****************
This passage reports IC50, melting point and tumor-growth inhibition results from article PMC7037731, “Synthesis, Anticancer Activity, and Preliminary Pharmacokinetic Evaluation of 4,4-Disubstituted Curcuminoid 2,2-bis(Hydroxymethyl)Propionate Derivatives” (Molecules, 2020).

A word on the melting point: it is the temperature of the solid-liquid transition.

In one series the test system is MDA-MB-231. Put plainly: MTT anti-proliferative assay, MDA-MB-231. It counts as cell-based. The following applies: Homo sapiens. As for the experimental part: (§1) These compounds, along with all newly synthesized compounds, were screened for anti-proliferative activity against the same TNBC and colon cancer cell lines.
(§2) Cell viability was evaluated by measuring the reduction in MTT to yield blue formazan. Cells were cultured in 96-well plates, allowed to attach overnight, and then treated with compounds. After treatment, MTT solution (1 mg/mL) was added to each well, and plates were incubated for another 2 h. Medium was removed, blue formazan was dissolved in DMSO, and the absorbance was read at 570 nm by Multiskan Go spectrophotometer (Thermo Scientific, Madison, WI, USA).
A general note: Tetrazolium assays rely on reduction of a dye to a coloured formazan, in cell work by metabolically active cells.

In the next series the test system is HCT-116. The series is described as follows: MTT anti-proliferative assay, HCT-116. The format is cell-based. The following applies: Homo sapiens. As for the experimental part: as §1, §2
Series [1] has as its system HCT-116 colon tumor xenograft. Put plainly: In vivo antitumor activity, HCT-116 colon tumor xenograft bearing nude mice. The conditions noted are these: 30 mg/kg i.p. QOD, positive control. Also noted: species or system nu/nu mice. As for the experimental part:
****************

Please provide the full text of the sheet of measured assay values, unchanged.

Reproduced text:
This passage reports IC50, melting point and tumor-growth inhibition results from article PMC7037731, “Synthesis, Anticancer Activity, and Preliminary Pharmacokinetic Evaluation of 4,4-Disubstituted Curcuminoid 2,2-bis(Hydroxymethyl)Propionate Derivatives” (Molecules, 2020).

A word on the melting point: it is the temperature of the solid-liquid transition.

In one series the test system is MDA-MB-231. Put plainly: MTT anti-proliferative assay, MDA-MB-231. It counts as cell-based. The following applies: Homo sapiens. As for the experimental part: (§1) These compounds, along with all newly synthesized compounds, were screened for anti-proliferative activity against the same TNBC and colon cancer cell lines.
(§2) Cell viability was evaluated by measuring the reduction in MTT to yield blue formazan. Cells were cultured in 96-well plates, allowed to attach overnight, and then treated with compounds. After treatment, MTT solution (1 mg/mL) was added to each well, and plates were incubated for another 2 h. Medium was removed, blue formazan was dissolved in DMSO, and the absorbance was read at 570 nm by Multiskan Go spectrophotometer (Thermo Scientific, Madison, WI, USA).
A general note: Tetrazolium assays rely on reduction of a dye to a coloured formazan, in cell work by metabolically active cells.

In the next series the test system is HCT-116. The series is described as follows: MTT anti-proliferative assay, HCT-116. The format is cell-based. The following applies: Homo sapiens. As for the experimental part: as §1, §2
Series [1] has as its system HCT-116 colon tumor xenograft. Put plainly: In vivo antitumor activity, HCT-116 colon tumor xenograft bearing nude mice. The conditions noted are these: 30 mg/kg i.p. QOD, positive control. Also noted: species or system nu/nu mice. As for the experimental part: